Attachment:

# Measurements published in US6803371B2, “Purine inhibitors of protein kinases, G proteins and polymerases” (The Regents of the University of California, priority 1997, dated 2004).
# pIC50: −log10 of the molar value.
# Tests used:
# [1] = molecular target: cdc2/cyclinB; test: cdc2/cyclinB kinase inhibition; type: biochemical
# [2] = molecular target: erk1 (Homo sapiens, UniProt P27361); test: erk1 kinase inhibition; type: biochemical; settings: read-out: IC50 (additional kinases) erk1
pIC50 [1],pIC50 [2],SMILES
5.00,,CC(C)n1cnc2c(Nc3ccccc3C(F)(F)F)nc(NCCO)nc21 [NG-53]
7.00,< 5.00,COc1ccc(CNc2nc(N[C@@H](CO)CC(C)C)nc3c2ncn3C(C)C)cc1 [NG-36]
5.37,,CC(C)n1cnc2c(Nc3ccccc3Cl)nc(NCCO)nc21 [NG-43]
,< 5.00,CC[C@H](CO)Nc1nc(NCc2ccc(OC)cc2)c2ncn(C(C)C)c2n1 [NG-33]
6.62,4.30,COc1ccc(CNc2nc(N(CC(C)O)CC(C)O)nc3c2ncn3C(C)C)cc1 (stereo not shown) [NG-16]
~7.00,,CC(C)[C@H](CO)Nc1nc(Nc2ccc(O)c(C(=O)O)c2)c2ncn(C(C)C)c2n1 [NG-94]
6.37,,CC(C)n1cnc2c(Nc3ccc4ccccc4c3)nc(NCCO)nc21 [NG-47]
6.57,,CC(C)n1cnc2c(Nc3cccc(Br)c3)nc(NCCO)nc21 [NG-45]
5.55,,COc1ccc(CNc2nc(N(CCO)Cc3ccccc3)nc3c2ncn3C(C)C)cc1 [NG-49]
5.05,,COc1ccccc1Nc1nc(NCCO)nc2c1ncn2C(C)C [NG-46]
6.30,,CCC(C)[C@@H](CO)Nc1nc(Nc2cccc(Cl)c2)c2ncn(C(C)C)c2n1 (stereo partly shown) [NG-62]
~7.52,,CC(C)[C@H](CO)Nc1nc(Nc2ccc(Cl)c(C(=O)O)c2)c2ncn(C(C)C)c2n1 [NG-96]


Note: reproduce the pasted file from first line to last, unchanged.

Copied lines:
# Measurements published in US6803371B2, “Purine inhibitors of protein kinases, G proteins and polymerases” (The Regents of the University of California, priority 1997, dated 2004).
# pIC50: −log10 of the molar value.
# Tests used:
# [1] = molecular target: cdc2/cyclinB; test: cdc2/cyclinB kinase inhibition; type: biochemical
# [2] = molecular target: erk1 (Homo sapiens, UniProt P27361); test: erk1 kinase inhibition; type: biochemical; settings: read-out: IC50 (additional kinases) erk1
pIC50 [1],pIC50 [2],SMILES
5.00,,CC(C)n1cnc2c(Nc3ccccc3C(F)(F)F)nc(NCCO)nc21 [NG-53]
7.00,< 5.00,COc1ccc(CNc2nc(N[C@@H](CO)CC(C)C)nc3c2ncn3C(C)C)cc1 [NG-36]
5.37,,CC(C)n1cnc2c(Nc3ccccc3Cl)nc(NCCO)nc21 [NG-43]
,< 5.00,CC[C@H](CO)Nc1nc(NCc2ccc(OC)cc2)c2ncn(C(C)C)c2n1 [NG-33]
6.62,4.30,COc1ccc(CNc2nc(N(CC(C)O)CC(C)O)nc3c2ncn3C(C)C)cc1 (stereo not shown) [NG-16]
~7.00,,CC(C)[C@H](CO)Nc1nc(Nc2ccc(O)c(C(=O)O)c2)c2ncn(C(C)C)c2n1 [NG-94]
6.37,,CC(C)n1cnc2c(Nc3ccc4ccccc4c3)nc(NCCO)nc21 [NG-47]
6.57,,CC(C)n1cnc2c(Nc3cccc(Br)c3)nc(NCCO)nc21 [NG-45]
5.55,,COc1ccc(CNc2nc(N(CCO)Cc3ccccc3)nc3c2ncn3C(C)C)cc1 [NG-49]
5.05,,COc1ccccc1Nc1nc(NCCO)nc2c1ncn2C(C)C [NG-46]
6.30,,CCC(C)[C@@H](CO)Nc1nc(Nc2cccc(Cl)c2)c2ncn(C(C)C)c2n1 (stereo partly shown) [NG-62]
~7.52,,CC(C)[C@H](CO)Nc1nc(Nc2ccc(Cl)c(C(=O)O)c2)c2ncn(C(C)C)c2n1 [NG-96]